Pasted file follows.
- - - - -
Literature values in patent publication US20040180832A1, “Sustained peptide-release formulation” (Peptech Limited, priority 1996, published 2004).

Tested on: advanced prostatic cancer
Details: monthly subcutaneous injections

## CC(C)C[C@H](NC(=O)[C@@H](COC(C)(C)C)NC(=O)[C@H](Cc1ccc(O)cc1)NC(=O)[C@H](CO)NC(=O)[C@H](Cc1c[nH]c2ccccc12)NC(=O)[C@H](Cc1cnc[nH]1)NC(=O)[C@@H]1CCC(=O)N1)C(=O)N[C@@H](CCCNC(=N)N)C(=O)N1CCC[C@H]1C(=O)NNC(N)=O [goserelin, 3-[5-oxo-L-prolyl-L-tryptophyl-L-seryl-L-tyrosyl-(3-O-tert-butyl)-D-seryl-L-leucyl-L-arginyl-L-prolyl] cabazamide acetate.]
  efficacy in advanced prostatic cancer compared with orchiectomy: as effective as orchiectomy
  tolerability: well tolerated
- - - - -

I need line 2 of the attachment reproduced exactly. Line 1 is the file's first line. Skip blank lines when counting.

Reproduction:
Tested on: advanced prostatic cancer